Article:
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- Roasted pumpkin seeds are a nutritious, tasty, and crunchy snack.
- It’s essential to dry seeds thoroughly before roasting them in the oven.
- Keep a close watch on your seeds, as cook time will vary depending on your oven and the size of seeds.
When carving up a pumpkin for Halloween, don’t throw away those seeds. These nutritious seeds have a mild flavor and become satisfyingly crunchy when you roast them.
Theresa Mazza, a former sous chef who does recipe development for dieticians, calls pumpkin seeds “incredible” for a number of reasons:
- They’re highly nutritious. “They are an amazing source of heart-healthy fats, vitamin K, phosphorous, manganese, magnesium, iron, zinc, and copper,” says Mazza. Learn more about the health benefits of pumpkin seeds.
- They’re great on the go. She recommends packing the small, nutritious seeds as a snack or lunch. Throw them in your lunch bag or purse, so you have something to munch on when you get hungry during a busy day.
- They work well with so many flavor profiles. Mazza explains that you can go sweet or savory because the mild flavor of pumpkin seeds pairs well with all types of seasoning.
- They make a great topping. You can eat the seeds as is or add them to salads, soups, tacos, and ice cream, says Mazza. You can even add them to pesto if you don’t have pine nuts on hand.
Pumpkins and other squash allowed people to survive harsh winters, as far back as thousands of years ago, according to Mazza. That’s thanks to their thick rinds and ability to keep for long periods. And both the flesh and seeds of a pumpkin are edible.
And roasting pumpkin seeds only improves them, giving them a light toasting that imparts a slight crunch and a great flavor.
How to remove, clean, and dry pumpkin seeds
“Removing pumpkin seeds from a pumpkin is supposed to be messy! That is the fun part about it,” says Mazza. To mitigate the mess, use newspapers or a plastic tablecloth that you can toss after prepping your seeds.
Mazza recommends starting by cutting a hole at the top of the pumpkin. Cut in a circular motion around the stem, making sure the hole is big enough to fit your hand inside.
Use your hands or a metal spoon to scoop out the seeds into a bowl of water. Once you’ve removed all the seeds, start gently removing the pulp from the seeds while they’re still in the bowl of water. Next, rinse the seeds in a colander.
As a final step, “lay pumpkin seeds out onto a large kitchen towel and let dry completely before roasting,” Mazza says. Drying the pumpkin seeds ensures they will crisp up and not steam in the oven.
What you need
- Knife or pumpkin carving knife
- Baking sheet
- Kitchen towel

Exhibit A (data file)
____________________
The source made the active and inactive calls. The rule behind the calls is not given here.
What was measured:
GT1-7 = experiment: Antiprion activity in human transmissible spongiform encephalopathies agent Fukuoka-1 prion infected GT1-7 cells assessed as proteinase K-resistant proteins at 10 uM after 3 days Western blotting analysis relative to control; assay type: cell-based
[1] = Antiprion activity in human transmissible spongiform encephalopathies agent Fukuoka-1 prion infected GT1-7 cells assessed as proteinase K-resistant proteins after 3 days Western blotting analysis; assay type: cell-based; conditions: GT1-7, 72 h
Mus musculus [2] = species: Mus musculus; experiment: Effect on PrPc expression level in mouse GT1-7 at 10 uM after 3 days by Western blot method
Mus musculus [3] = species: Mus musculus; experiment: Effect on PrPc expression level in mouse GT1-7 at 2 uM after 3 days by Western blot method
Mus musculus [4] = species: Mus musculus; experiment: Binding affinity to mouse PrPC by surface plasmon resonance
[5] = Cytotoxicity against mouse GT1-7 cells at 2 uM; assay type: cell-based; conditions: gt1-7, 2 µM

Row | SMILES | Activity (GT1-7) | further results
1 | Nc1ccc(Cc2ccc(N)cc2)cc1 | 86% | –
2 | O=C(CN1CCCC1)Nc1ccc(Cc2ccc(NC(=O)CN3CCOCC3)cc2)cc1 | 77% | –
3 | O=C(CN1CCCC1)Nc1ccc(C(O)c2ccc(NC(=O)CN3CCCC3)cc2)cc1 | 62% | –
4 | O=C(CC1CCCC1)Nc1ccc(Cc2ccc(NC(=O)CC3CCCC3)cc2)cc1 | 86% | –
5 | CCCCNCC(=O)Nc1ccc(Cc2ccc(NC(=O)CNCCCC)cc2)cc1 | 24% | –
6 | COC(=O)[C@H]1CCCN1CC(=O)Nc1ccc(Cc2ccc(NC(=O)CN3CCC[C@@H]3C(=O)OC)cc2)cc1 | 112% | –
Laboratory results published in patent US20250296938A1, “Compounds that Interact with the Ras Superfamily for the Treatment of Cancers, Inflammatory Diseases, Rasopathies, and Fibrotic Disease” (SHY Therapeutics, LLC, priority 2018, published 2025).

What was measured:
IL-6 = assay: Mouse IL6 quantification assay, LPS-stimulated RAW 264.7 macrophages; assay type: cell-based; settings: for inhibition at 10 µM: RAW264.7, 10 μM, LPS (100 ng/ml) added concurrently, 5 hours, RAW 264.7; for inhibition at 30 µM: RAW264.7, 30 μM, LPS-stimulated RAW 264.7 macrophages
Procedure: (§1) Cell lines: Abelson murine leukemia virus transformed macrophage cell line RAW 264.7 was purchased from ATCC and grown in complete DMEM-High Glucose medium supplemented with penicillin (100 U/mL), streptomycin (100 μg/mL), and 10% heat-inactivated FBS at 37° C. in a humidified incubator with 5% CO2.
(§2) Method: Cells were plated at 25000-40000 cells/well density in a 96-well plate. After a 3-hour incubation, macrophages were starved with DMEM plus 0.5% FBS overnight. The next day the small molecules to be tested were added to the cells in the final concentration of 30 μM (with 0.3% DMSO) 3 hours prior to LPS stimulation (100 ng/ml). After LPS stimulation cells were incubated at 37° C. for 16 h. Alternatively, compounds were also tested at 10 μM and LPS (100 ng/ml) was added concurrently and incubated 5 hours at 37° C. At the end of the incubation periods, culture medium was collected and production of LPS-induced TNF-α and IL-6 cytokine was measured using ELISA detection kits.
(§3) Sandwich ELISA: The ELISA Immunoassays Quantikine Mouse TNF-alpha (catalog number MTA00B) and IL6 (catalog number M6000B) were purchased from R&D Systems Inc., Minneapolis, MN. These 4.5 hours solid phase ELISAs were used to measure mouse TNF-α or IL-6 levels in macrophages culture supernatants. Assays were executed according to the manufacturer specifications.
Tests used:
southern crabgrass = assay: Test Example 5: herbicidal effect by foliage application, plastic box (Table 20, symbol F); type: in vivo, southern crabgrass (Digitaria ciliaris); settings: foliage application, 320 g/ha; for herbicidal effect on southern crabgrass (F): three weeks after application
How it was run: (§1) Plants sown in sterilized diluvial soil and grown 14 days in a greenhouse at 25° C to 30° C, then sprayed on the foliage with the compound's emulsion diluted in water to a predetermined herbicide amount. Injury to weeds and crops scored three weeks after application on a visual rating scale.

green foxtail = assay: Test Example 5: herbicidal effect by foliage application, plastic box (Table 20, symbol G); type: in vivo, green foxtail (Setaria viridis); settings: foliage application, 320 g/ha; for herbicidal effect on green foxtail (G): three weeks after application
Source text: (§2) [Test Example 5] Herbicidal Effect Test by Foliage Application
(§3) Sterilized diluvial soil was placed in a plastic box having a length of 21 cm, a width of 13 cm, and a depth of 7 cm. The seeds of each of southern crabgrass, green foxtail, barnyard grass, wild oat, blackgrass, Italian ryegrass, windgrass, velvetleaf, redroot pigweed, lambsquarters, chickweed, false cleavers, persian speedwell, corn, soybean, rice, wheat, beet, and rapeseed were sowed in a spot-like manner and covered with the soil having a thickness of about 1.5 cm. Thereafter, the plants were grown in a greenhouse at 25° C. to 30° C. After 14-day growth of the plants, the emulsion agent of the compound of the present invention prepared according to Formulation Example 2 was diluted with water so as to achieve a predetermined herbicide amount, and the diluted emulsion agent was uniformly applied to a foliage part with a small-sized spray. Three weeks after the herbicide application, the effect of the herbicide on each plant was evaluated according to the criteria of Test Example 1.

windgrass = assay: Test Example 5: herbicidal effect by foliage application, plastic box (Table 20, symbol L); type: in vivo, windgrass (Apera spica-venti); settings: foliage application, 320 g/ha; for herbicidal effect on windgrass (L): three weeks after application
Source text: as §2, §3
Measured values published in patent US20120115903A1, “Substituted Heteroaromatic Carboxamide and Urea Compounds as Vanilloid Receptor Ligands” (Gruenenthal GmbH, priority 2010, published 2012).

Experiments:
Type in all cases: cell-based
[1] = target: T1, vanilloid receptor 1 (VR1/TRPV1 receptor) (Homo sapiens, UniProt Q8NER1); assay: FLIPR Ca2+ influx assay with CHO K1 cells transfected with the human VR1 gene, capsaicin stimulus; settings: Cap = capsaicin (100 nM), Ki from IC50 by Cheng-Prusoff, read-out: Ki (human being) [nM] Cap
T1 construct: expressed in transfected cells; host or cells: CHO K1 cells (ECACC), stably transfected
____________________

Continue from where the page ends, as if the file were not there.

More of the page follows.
- 1 to 2 medium-sized pumpkins
- Olive oil
- Spices of your choice (optional)
Quick tip: When it comes to spices, experiment with different flavor profiles. To turn the seeds sweet, top them off with cinnamon and sugar. To give them a spicy kick, dust on some garlic salt and chili flakes. Make them even more savory and sprinkle on some cumin, coriander, and mustard seed.
How to roast pumpkin seeds
- Carve the pumpkin and scoop out and wash the seeds. Carve the pumpkin and scoop and separate the pulp from the seeds with your fingers. Wash the seeds in a colander.
- Boil the pumpkin seeds (optional). If you’re short on time, you can skip this step. But Mazza recommends boiling seeds in salt water for 10 minutes to help ensure they roast evenly and thoroughly.
- Dry the pumpkin seeds. Place the seeds on a kitchen towel, pat them dry, and then let them air-dry completely. Drying could take a few hours, depending on the humidity levels in your kitchen.
- Preheat your oven. Set your oven to 400 degrees Fahrenheit.
- Season the seeds. Add the dried pumpkin seeds to a baking sheet and toss with a little bit of olive oil, a pinch of salt, and a few teaspoons of your seasonings of choice. Some of Mazza’s favorite seasonings include pumpkin spice, chai, ranch, turmeric and black pepper, and chili powder.
- Spread seeds out on a baking sheet. Spread the seeds in an even layer on your baking sheet to ensure they cook evenly.
- Roast until toasty brown. “Roasting can take anywhere from 5-18 minutes depending on the size of the seed,” says Mazza. Keep a close eye on pumpkin seeds while they roast. Remove them from the oven when they turn a light golden brown color. Perfectly roasted pumpkin seeds should be slightly crunchy.
How to eat pumpkin seeds
You can eat pumpkin seeds whole or take the time to shell them, says Mazza. While shelling requires more effort, some people prefer to remove the outer shell because they don’t enjoy its fibrous texture.
Storing pumpkin seeds
“Roasted pumpkin seeds can be kept in an airtight container or zip-top bag for a few days. Anything longer, think about the refrigerator or freezer,” offers Mazza.
In a sealed container on the counter, seeds will keep for up to 3 days. In the fridge, they’ll keep up to a week and up to 6 months in the freezer.
You can maximize the use of your pumpkin by roasting its seeds. Roasted pumpkin seeds have a delicious toasted, nutty flavor profile with a slight crunch. Be sure to watch the oven while roasting, because cook times vary significantly depending on your oven and the size of the seeds. You can eat roasted pumpkin seeds as a snack or add them to dishes for some extra texture.